Gas prices in Arizona were the fifth highest in the country on Monday.
While gas prices hovered at more than $3 a gallon on New Year’s Eve, drivers in the Phoenix metro north are paying $4 a gallon, according to AAA Arizona. The increase has motorists and local economists scratching their heads.
Just a week ago, a gallon of go juice averaged $3.63 in Arizona. Compare that to a whopping $3.95 on Monday, and you have a 32 cent increase in seven days.
In Greater Phoenix, it’s even worse. Valley-wide prices averaged $4.23 on Monday, with every town and city in Maricopa County charging more than the price of a Happy Meal for a gallon of black gold. Meanwhile, the price per gallon in neighboring Yuma County averaged an eye-watering 73 cents less — just $3.49 Monday.
“I’m as confused about the price increase in Phoenix as you can be,” economist Rick Merritt, president of Elliott D. Pollack & Company, an economic consulting firm in Scottsdale, told Phoenix New Times. “Phoenix has higher prices than most other places. We have done some work looking at the prices, but I am still not sure what is behind the increase.”
Prices in Tucson are more manageable, averaging $3.64 on Monday. In Flagstaff, a gallon of gas will set you back $3.73. And things are a little more expensive in Lake Havasu City, where a gallon of gas averages $3.84, according to AAA Arizona.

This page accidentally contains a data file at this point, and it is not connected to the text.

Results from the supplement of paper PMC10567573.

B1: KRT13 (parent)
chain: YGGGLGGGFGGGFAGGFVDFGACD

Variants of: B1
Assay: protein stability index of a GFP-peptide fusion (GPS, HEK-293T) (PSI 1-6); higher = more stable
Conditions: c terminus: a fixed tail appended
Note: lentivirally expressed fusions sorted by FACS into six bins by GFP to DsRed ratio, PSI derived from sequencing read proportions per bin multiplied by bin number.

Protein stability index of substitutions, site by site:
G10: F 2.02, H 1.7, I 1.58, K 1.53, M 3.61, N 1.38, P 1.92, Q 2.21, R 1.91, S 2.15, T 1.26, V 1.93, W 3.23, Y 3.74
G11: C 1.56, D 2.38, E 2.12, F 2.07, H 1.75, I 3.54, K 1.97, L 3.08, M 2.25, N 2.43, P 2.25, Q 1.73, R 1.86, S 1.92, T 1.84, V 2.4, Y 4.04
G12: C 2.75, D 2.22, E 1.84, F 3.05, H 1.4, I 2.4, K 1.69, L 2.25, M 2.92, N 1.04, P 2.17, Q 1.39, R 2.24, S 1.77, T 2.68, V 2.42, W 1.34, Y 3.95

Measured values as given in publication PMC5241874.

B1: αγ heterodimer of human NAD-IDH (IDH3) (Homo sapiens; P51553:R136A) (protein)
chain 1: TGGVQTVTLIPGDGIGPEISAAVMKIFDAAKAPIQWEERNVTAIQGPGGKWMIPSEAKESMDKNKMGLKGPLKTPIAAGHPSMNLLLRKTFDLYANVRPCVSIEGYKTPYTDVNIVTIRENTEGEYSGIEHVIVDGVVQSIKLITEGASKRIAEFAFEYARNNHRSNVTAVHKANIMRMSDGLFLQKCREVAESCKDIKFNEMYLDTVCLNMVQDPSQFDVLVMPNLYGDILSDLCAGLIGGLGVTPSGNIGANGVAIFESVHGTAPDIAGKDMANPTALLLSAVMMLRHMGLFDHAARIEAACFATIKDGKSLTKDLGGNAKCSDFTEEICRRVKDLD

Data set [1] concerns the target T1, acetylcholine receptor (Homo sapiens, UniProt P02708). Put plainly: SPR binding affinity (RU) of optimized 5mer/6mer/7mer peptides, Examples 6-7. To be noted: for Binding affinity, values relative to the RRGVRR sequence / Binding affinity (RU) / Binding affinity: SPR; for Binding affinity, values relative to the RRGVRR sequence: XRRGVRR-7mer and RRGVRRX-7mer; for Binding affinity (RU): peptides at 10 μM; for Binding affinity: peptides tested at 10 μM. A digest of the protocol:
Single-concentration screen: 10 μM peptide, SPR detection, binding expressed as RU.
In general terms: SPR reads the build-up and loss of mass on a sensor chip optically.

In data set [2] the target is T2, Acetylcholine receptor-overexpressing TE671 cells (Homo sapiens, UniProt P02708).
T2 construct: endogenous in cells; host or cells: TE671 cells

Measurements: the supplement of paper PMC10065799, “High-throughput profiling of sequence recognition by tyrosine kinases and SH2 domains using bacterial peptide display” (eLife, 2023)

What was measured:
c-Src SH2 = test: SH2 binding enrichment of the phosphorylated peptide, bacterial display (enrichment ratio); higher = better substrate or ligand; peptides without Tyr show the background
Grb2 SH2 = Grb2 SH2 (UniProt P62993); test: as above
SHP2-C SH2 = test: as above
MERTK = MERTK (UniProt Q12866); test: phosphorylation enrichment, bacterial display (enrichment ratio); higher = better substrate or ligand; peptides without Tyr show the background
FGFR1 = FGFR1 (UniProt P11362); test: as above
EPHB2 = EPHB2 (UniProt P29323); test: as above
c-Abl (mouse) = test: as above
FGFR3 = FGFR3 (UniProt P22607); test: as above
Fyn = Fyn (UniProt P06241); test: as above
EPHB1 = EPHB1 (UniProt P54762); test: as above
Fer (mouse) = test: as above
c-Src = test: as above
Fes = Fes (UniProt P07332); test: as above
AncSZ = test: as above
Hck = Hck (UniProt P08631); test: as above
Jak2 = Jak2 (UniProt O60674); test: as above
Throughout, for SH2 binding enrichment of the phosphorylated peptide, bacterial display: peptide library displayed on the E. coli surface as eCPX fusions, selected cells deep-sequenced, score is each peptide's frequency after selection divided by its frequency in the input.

One reason gas is cheaper in Tucson is that the city is supplied with Texas oil, while Phoenix is supplied with California oil, according to GasBuddy energy analysis expert Patrick De Haan.
But Yuma is also served by refineries from California, which has puzzled many.
Why are gas prices in Arizona rising so quickly?
De Haan told New times that “Arizona is at a major disadvantage” when it comes to gas prices because the state “goes far beyond federal requirements” when it comes to fuel quality regulations.
Because Phoenix is among the five most polluted US cities, Arizona has in recent years become stricter on fuel regulations than most other states.
On top of that, Southern California refineries are undergoing major maintenance work, De Haan said. Some unexpected complications during maintenance have delayed completion, which is now affecting available supplies.
Arizona also sits at the end of two pipelines that terminate in Phoenix and Tucson. “There is less supply at the end of a pipeline,” De Haan noted.
When will gas prices in Arizona start to drop?
While De Haan said prices are expected to continue rising for at least another month, he believes an end is in sight. But things could get worse before they get better.
The energy expert predicts that prices will continue to rise in Arizona, peaking in either April or May at as much as $4.75 per gallon. But he does not think gas prices will reach last year’s peak of $5.70 in June 2022.
“The goalposts for how high we can go can change based on volatility and uncertainty,” he said. “However, because prices in Arizona increased earlier, I predict they will also decrease earlier.”
De Haan predicts that as the summer progresses, prices should begin to ease, barring unpredictable events such as hurricanes, earthquakes or a pandemic.
But, he noted, “We experts don’t have crystal balls.”